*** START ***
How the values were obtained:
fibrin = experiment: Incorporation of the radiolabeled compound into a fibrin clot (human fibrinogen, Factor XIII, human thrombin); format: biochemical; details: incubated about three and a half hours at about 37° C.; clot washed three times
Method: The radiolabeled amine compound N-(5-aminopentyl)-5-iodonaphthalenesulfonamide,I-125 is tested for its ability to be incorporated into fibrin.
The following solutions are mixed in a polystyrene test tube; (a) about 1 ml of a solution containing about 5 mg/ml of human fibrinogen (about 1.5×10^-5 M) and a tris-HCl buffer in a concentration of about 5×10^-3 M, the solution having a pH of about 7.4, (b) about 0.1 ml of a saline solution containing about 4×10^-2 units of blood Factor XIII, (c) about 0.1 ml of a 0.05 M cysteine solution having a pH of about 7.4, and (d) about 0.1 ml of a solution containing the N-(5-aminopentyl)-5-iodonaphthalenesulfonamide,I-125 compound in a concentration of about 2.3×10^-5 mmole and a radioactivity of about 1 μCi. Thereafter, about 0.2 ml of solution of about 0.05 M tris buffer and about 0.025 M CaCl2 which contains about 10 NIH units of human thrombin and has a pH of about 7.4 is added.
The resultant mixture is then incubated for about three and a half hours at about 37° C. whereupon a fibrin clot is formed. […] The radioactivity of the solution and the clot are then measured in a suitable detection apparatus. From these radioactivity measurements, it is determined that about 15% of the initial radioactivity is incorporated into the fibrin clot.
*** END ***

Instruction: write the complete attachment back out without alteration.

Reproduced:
How the values were obtained:
fibrin = experiment: Incorporation of the radiolabeled compound into a fibrin clot (human fibrinogen, Factor XIII, human thrombin); format: biochemical; details: incubated about three and a half hours at about 37° C.; clot washed three times
Method: The radiolabeled amine compound N-(5-aminopentyl)-5-iodonaphthalenesulfonamide,I-125 is tested for its ability to be incorporated into fibrin.
The following solutions are mixed in a polystyrene test tube; (a) about 1 ml of a solution containing about 5 mg/ml of human fibrinogen (about 1.5×10^-5 M) and a tris-HCl buffer in a concentration of about 5×10^-3 M, the solution having a pH of about 7.4, (b) about 0.1 ml of a saline solution containing about 4×10^-2 units of blood Factor XIII, (c) about 0.1 ml of a 0.05 M cysteine solution having a pH of about 7.4, and (d) about 0.1 ml of a solution containing the N-(5-aminopentyl)-5-iodonaphthalenesulfonamide,I-125 compound in a concentration of about 2.3×10^-5 mmole and a radioactivity of about 1 μCi. Thereafter, about 0.2 ml of solution of about 0.05 M tris buffer and about 0.025 M CaCl2 which contains about 10 NIH units of human thrombin and has a pH of about 7.4 is added.
The resultant mixture is then incubated for about three and a half hours at about 37° C. whereupon a fibrin clot is formed. […] The radioactivity of the solution and the clot are then measured in a suitable detection apparatus. From these radioactivity measurements, it is determined that about 15% of the initial radioactivity is incorporated into the fibrin clot.